Setting The Record Straight
There's a right wing trope out there that says Daily Kos put a "bullseye" on Giffords, just as Palin did. For the record from Media Matters:
Original Daily Kos Post Did Not Contain A Picture Of Giffords Or A Bull's Eye. In a January 10 Daily Kos post, blogger Jed Lewison wrote that the Tea Party Express fundraising letter "actually goes so far as to suggest that a 2008 post written by Markos was somehow equivalent to Sarah Palin's use of the gunsight imagery and her exhortations to 'RELOAD" in the conservative battle against Democrats. Instead of linking to the actual post, the letter links to a photoshopped version, which ads an image of Rep. Giffords and a bullseye, neither of which were in the original post." Lewison links to the original Daily Kos post which indeed does not contain an image of Rep. Giffords with a bull's eye. [Daily Kos, 1/10/11]
Here's the photoshopped page done by Gateway Pundit, which has been picked up all over the media and the blogosphere:
And then there's the other lie about DKos scrubbing the site on Saturday, which Cokie's Law has now made an article of faith along the lines of the "Move-On Hitler" trope. I know that I don't have to tell regular readers here that this is nonsense. But just for the record --- there was a diary that had been written earlier about Giffords' vote against Pelosi for speaking in which a supporter had declared "she's dead to me" the way a matriarch would disinherit a misbehaving child. The diarist removed the diary out of respect for Gabrielle Giffords but due to the obscene charge of "scrubbing the site of death threats" was later re-posted.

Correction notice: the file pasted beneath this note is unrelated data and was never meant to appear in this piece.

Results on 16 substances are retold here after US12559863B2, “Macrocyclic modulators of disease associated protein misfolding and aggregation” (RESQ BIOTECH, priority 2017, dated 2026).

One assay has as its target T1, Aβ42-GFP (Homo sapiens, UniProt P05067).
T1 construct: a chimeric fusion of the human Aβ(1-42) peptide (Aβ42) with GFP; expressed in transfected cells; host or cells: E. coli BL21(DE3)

Keep this in mind when you hear the right repeat this nonsense over the next oh ... hundred years.
And again, I would suggest that you read this post about rhetoric from Lawyers, Guns and Money in order to understand why the Markos "target" and the Palin "target" are different. An excerpt:
Are bullseye that different from crosshairs? Of course not. However, the intended audience is: the imaginations of liberals and leftists who support a restrictive interpretation of the Second Amendment are not stoked by images of bullseyes. They generally have no pathetic investment in crossbows and so appeals of this sort are less likely to be effective than those like the one above. In terms of rhetoric, then, only the first of these two maps can be designated as “violent” because only it attempts to persuade its audience into action by stoking imaginations by referencing shooting things.
Please read the whole thing because it's important. Passionate political speech is intrinsic to our democracy and it's essential that we not get so tied up in knots that we render this conversation incomprehensible -- or inadvertently start calling for (more)restrictions on telling the truth.